Tax Breaks for Helping Relatives

How to Turn a Summer Job into a Tax-Free Retirement Nest Egg and More

[h1]  name, with two nuances. First, this contribution is still governed by the earned income limits discussed above. Second, these amounts count toward the $15,000 per year gift tax exclusion ($30,000 if married) so it will eat into that. Lastly, do not forget the deadline to make 2021 Roth IRA contributions of any type is April 18, 2022.

How Much is This Worth?

While $6,000 or so may not seem like a lot, it can make a significant difference over time due to the power of compounding returns from such a young age – coupled with the tax advantages of a Roth IRA.

To illustrate the power of this tax and investment move, let us take a scenario where a high school kid makes the $6,000 per year over three summers from age 16-18 before heading off to college, and the Roth IRA contribution is maxed out.

With contributions at just $18,000 and NEVER putting in another dime again, this will turn into the following amounts under different assumed investment returns by the time they are 66 (40 years of compounding).

  • 6 percent return = $313,000
  • 8 percent return = $783,000
  • 10 percent return = $1.93 million

Now, before you get too excited, you must understand that 40 years from now $300,000 will not be what it used to be if inflation continues at historical rates – but the point remains. This simple move made over just a few years can create significant tax-free wealth.

Side Benefit

Due to the characteristic of a Roth IRA, the other beneficial options relate to withdrawal. First, the contributions can be accessed any time before age 59 ½ without penalties or taxes. Second, even after all the initial contributions are removed, a first-time homebuyer can take up to $10,000 without the 10 percent early withdrawal penalty to help fund the purchase, although they will owe income tax on the withdrawal if it has been less than five years since the initial contribution.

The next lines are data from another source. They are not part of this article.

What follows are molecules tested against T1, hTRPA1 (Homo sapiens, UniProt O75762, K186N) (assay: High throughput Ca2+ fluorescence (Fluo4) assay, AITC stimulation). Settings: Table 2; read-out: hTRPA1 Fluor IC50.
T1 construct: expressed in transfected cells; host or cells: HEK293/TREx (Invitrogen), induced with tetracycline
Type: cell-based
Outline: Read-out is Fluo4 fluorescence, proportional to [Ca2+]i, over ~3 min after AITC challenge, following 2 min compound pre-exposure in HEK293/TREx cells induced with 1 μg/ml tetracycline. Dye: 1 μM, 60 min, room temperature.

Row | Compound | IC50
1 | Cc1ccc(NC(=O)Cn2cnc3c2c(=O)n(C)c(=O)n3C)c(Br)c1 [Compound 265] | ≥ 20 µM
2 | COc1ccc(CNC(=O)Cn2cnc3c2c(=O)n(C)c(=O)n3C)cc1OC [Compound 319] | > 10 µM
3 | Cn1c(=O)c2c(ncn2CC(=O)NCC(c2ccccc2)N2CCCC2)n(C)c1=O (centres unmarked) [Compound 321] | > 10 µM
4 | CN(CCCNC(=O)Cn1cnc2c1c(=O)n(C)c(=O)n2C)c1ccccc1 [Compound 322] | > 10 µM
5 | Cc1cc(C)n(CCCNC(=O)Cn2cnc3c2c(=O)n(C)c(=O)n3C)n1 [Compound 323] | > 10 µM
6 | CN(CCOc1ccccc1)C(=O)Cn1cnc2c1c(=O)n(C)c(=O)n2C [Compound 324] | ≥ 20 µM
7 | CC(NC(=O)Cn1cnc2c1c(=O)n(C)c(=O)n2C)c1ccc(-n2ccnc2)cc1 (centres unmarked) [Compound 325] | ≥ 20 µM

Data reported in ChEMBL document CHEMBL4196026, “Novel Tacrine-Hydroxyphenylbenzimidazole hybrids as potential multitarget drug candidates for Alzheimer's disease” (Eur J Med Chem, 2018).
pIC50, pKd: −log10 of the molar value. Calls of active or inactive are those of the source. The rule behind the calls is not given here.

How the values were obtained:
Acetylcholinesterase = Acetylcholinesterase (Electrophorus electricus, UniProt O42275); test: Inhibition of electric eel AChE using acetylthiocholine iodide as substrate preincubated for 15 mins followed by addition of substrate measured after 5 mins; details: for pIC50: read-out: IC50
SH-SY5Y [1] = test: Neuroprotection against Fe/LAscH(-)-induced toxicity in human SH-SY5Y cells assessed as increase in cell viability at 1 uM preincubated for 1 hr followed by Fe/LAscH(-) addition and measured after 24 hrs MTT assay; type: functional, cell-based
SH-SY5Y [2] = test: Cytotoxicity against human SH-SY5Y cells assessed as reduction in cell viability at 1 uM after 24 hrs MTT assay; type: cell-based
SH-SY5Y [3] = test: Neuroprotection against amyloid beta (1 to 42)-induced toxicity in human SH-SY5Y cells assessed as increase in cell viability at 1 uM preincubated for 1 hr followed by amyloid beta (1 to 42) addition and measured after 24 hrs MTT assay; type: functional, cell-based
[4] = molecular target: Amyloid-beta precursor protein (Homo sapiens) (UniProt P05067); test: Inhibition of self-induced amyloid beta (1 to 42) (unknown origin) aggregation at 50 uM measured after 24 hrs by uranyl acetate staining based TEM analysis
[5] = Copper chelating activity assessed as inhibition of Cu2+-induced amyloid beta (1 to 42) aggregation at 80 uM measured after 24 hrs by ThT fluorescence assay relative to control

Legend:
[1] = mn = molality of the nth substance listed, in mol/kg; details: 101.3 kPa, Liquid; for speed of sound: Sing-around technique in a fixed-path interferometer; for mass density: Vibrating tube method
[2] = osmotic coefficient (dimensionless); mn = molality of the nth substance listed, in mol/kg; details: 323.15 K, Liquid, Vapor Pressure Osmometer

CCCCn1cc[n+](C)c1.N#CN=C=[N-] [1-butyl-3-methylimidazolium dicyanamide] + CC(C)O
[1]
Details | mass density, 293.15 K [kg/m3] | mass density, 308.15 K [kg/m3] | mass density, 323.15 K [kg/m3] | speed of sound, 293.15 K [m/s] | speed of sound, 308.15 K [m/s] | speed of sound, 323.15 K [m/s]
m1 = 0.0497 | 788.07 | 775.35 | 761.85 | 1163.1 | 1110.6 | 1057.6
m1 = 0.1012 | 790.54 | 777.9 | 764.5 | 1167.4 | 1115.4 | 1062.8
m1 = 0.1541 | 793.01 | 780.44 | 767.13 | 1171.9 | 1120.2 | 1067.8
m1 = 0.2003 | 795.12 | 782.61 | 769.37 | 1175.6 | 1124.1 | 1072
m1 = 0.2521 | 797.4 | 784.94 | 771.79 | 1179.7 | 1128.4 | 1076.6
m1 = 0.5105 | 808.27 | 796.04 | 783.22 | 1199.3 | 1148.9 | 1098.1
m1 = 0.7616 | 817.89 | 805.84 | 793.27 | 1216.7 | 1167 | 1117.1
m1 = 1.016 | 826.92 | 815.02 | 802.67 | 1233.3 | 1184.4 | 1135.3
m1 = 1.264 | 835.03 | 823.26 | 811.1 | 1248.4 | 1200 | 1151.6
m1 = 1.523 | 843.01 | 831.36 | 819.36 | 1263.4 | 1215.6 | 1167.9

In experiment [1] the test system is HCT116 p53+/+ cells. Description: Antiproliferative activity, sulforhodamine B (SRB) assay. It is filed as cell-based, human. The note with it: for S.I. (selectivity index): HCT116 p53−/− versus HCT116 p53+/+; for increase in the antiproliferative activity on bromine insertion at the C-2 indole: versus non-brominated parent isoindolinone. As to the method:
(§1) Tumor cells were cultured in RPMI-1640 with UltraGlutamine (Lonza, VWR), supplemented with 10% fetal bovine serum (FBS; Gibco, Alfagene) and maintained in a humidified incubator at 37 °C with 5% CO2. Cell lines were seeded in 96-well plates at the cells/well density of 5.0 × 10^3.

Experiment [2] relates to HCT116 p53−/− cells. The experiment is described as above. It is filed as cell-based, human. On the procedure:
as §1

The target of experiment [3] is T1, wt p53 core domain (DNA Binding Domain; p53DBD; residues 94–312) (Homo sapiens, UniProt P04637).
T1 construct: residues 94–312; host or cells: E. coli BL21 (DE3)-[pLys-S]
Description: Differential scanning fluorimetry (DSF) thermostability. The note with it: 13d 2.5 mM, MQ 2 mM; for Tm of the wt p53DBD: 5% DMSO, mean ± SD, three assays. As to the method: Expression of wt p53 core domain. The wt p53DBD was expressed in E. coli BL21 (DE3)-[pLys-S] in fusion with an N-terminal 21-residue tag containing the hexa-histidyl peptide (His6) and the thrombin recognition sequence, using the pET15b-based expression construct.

Be VERY careful here though, because any withdrawals will dramatically lower the investment returns noted above.

Conclusion

Funding a Roth IRA for a high school or college child or grandchild can give them a tremendous head start in life. A few years of relatively small contributions early on can create substantial wealth over time due to compounding of returns and the tax advantages of the accounts.

Restricted Stock & RSUs: 3 Planning Tips

The Biggest Winners and Losers in President Biden’s Proposed Individual Tax Plan

Everything There is to Know About the New Child Tax Credit

Tax-Free Student Loan Forgiveness is Part of the Latest Covid-19 Relief Bill

Four Essential Questions You Should Ask Your Tax Professional This Season Related to COVID-19

Paying the Price for Vice: The Evolving Landscape of Excise Taxes in America

Our Top 6 Year-End Tax Planning Tips

This has been a year of economic and tax uncertainty with the impact of the COVID-19 pandemic, potential stimulus bills and the presidential election. As a result, tax planning may be more important than usual this year. To help guide you, we will cover six year-end tax planning strategies – three for individuals and three for businesses.

Individual Year-End Tax Planning Tips and Strategies

1. Take advantage of above-the-line charitable deductions.